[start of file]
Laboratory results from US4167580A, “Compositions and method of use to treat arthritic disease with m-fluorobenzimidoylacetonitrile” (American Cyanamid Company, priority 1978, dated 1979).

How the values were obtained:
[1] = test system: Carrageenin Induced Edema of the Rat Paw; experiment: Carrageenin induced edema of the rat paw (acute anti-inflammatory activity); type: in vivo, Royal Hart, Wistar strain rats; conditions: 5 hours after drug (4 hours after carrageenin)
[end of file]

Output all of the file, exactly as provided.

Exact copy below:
Laboratory results from US4167580A, “Compositions and method of use to treat arthritic disease with m-fluorobenzimidoylacetonitrile” (American Cyanamid Company, priority 1978, dated 1979).

How the values were obtained:
[1] = test system: Carrageenin Induced Edema of the Rat Paw; experiment: Carrageenin induced edema of the rat paw (acute anti-inflammatory activity); type: in vivo, Royal Hart, Wistar strain rats; conditions: 5 hours after drug (4 hours after carrageenin)